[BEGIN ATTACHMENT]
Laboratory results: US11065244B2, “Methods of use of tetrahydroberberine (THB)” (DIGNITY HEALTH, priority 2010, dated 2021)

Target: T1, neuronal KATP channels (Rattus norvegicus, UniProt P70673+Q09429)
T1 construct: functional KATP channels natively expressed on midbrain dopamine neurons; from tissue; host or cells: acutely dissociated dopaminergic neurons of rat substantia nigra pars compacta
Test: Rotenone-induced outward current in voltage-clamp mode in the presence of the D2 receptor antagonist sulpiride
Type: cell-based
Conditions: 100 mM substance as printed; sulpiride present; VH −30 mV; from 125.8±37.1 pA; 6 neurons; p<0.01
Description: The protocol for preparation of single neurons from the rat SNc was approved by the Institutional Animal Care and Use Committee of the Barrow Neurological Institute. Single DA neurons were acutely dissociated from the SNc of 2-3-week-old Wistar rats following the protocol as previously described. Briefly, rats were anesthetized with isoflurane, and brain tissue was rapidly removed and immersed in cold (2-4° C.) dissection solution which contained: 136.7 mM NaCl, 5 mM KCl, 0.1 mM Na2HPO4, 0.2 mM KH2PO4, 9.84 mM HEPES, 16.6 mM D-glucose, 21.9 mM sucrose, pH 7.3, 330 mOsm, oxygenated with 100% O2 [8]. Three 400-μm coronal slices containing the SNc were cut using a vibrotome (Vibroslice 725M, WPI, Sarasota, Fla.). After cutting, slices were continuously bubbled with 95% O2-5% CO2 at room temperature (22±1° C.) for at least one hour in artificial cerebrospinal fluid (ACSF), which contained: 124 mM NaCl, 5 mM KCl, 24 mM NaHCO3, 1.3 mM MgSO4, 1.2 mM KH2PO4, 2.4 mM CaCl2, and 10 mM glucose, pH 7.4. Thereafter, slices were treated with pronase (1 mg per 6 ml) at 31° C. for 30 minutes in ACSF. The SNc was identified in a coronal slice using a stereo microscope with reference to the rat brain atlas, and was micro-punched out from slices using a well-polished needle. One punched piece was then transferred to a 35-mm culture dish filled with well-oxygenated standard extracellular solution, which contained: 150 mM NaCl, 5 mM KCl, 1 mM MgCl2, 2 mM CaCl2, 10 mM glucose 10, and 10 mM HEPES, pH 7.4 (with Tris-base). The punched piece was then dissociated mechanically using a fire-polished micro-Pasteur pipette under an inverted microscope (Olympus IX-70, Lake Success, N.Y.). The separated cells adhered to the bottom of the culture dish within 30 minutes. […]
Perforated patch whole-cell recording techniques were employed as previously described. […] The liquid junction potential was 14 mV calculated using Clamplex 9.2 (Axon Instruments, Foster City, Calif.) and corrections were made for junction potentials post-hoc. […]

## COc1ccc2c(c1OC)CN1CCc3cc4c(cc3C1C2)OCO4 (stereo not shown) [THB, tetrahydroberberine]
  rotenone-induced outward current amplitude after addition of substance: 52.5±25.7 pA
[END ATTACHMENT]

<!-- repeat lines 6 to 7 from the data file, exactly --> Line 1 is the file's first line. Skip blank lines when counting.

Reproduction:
Conditions: 100 mM substance as printed; sulpiride present; VH −30 mV; from 125.8±37.1 pA; 6 neurons; p<0.01
Description: The protocol for preparation of single neurons from the rat SNc was approved by the Institutional Animal Care and Use Committee of the Barrow Neurological Institute. Single DA neurons were acutely dissociated from the SNc of 2-3-week-old Wistar rats following the protocol as previously described. Briefly, rats were anesthetized with isoflurane, and brain tissue was rapidly removed and immersed in cold (2-4° C.) dissection solution which contained: 136.7 mM NaCl, 5 mM KCl, 0.1 mM Na2HPO4, 0.2 mM KH2PO4, 9.84 mM HEPES, 16.6 mM D-glucose, 21.9 mM sucrose, pH 7.3, 330 mOsm, oxygenated with 100% O2 [8]. Three 400-μm coronal slices containing the SNc were cut using a vibrotome (Vibroslice 725M, WPI, Sarasota, Fla.). After cutting, slices were continuously bubbled with 95% O2-5% CO2 at room temperature (22±1° C.) for at least one hour in artificial cerebrospinal fluid (ACSF), which contained: 124 mM NaCl, 5 mM KCl, 24 mM NaHCO3, 1.3 mM MgSO4, 1.2 mM KH2PO4, 2.4 mM CaCl2, and 10 mM glucose, pH 7.4. Thereafter, slices were treated with pronase (1 mg per 6 ml) at 31° C. for 30 minutes in ACSF. The SNc was identified in a coronal slice using a stereo microscope with reference to the rat brain atlas, and was micro-punched out from slices using a well-polished needle. One punched piece was then transferred to a 35-mm culture dish filled with well-oxygenated standard extracellular solution, which contained: 150 mM NaCl, 5 mM KCl, 1 mM MgCl2, 2 mM CaCl2, 10 mM glucose 10, and 10 mM HEPES, pH 7.4 (with Tris-base). The punched piece was then dissociated mechanically using a fire-polished micro-Pasteur pipette under an inverted microscope (Olympus IX-70, Lake Success, N.Y.). The separated cells adhered to the bottom of the culture dish within 30 minutes. […]